LinkedIn Endorsements vs. Recommendations

I woke up this morning to an email from LinkedIn saying that a girl I went to college with, who I recently reconnected with to help her find some temporary employees, had endorsed me on some of my skills. To me, that was a great way to start out my Monday. The question I really wondered though was; How important are endorsements vs. actual recommendations when it comes to LinkedIn.

I have been endorsed a lot more times than I have had people write recommendations for me. Is this a new era where all people have to do is click on your profile and hit a button that says “endorse” and you are considered that much better to potential future employees? Or is this due to people not having the time to sit down and write something thoughtful about me?

When I travel on to someone else’s LinkedIn profile, I do see how many endorsements they have compared to how many recommendations they acquire. If you have a hundred people endorsing you but no one writing about you, what does that say? To me that says a few things:

No one took the time to write something constructive about you, either they were too busy or they didn’t feel strongly enough to do so. They don’t know you well enough to do so and felt bad saying no to your request or they were hoping that by endorsing you, you would do them ‘a solid’ and return the favor.

Personally, I rather have someone take fifteen to minutes to talk about the skills and unparalleled qualifications that I showed while working for a company in a few short but sweet sentences. Let other people know that you thought highly enough of me to write something concrete about my work ethic and standards. On the other hand though, I understand that some people don’t feel as if their writing skills can accurately depict the point they are trying to get across about someone. In that case, please endorse me then if you still feel like you have something you are trying to get across.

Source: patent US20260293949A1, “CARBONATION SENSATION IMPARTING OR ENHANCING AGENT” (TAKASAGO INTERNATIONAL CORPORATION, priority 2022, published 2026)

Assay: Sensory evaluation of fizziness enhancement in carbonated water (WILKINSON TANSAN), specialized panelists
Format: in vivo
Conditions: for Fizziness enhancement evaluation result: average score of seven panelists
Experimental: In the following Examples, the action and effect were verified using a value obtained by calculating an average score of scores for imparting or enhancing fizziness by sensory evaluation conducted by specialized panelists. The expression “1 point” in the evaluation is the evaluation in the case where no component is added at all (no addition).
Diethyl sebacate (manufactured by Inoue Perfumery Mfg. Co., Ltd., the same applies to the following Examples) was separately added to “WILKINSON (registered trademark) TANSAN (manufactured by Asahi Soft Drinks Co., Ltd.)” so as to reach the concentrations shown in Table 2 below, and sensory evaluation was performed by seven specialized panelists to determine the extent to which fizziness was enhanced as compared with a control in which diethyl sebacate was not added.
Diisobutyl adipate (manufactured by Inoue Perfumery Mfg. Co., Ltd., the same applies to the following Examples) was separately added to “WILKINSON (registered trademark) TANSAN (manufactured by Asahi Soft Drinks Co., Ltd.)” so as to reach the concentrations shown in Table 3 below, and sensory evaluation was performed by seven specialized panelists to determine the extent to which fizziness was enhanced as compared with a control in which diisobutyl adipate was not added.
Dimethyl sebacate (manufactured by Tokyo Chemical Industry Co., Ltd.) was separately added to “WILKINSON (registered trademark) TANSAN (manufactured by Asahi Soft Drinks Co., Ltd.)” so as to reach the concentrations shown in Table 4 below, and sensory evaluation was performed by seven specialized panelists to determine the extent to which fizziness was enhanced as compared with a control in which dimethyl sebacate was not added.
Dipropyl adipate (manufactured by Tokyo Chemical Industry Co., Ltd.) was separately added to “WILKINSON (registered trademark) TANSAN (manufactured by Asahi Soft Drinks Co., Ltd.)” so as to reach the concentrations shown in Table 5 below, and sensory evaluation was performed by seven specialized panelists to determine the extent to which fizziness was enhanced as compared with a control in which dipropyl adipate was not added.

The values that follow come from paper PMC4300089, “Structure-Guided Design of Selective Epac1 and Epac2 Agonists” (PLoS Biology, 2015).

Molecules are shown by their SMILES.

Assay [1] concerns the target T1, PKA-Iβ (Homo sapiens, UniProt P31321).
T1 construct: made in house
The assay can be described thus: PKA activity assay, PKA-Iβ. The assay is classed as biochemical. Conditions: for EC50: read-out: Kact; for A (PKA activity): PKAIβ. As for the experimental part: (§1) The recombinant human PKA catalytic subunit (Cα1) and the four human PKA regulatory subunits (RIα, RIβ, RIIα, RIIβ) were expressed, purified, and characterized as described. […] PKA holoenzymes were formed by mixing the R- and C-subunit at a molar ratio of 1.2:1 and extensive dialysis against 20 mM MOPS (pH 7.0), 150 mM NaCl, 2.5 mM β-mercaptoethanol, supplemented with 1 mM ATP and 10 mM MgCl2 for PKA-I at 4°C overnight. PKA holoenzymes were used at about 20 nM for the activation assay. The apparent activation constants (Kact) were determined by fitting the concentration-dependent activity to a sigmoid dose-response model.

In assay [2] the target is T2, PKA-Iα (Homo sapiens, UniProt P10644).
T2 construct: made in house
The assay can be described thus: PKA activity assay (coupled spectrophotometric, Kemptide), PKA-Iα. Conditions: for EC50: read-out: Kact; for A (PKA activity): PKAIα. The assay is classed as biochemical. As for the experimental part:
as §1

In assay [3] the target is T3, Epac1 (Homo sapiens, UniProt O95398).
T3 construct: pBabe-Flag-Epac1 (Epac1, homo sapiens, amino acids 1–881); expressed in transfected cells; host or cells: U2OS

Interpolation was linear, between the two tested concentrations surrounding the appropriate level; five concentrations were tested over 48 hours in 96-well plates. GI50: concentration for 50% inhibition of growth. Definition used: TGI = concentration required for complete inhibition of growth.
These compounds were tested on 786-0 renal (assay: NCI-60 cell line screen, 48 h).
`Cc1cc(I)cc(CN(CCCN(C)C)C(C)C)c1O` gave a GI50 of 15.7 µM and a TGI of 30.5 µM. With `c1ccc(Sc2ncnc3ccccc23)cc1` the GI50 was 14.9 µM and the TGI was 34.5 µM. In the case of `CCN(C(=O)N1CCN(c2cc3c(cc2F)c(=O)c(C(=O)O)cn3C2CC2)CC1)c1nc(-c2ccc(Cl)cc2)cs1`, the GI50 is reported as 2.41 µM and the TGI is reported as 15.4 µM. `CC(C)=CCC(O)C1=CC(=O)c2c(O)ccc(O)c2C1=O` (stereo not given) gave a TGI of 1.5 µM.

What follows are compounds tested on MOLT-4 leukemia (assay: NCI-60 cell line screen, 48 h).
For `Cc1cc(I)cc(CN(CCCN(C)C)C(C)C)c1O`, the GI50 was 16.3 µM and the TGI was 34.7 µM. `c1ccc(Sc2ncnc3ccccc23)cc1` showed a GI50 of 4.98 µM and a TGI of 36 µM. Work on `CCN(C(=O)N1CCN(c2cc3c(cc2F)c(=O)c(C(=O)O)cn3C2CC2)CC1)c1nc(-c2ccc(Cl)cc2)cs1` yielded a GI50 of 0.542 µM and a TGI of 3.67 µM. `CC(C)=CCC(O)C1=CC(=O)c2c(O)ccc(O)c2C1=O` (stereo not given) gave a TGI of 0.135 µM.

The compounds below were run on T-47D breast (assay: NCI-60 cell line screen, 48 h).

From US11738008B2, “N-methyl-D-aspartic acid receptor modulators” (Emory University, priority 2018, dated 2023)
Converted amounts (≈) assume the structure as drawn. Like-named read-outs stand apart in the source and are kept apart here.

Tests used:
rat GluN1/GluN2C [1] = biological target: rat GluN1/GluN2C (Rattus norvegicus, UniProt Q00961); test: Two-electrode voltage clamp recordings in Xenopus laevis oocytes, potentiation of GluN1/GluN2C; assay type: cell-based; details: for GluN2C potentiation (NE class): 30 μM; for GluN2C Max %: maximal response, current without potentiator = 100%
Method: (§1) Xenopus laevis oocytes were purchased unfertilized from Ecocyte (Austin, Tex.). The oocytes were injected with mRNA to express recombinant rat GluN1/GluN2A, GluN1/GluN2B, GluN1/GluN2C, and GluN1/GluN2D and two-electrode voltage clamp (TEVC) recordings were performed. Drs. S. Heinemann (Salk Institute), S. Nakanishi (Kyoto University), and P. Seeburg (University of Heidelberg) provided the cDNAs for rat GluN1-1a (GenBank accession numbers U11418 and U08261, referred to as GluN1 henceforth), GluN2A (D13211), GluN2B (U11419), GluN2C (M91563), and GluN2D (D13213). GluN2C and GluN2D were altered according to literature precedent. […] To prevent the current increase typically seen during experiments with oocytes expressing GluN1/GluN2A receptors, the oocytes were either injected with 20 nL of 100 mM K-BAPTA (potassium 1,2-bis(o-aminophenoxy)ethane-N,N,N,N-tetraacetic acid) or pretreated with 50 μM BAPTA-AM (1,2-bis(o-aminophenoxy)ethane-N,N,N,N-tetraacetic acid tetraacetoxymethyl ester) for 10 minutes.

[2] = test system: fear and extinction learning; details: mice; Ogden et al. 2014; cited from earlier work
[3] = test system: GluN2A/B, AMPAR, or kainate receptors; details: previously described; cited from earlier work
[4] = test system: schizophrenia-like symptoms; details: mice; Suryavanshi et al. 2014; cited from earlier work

Do not and I repeat do not, endorse someone you don’t know. Would you blindly put your name on a petition that was being posted globally without looking at it first? Of course not, you would read through it and make sure it was something you actually agreed with. The same is true about endorsements. If you don’t know me professionally, which is the reason LinkedIn exists, don’t endorse the twenty skills I have listed. If you have worked with me on a project or have had relationships with me in which I display these characteristics  please feel free to hit the ‘endorse’ button.

To reinforce my last piece, if you are looking for endorsements from other people, do not endorse me hoping that I will endorse you back. I may endorse you, if and only if I feel that you actually have these skills and expertise. Just because you endorse me doesn’t mean that I have to do the same. I appreciate it, if you sincerely mean it, but don’t do it just to get more people to do it to you.

My final thoughts are this. If you think that someone you have worked for, done business with or genuinely know does a great job, write it down. Taking fifteen minutes to write a paragraph explaining how they helped to raise revenue, have a great ROI plan, or came up with a slogan that now is being used worldwide, writing a recommendation is the better idea. It doesn’t take that much of your time and you can find a few minutes in your day to do so. If you think that they have great qualities, endorse those qualities. If you don’t know their work ethic or anything they are about, take five minutes to learn a little bit about them. Don’t endorse what you don’t know.



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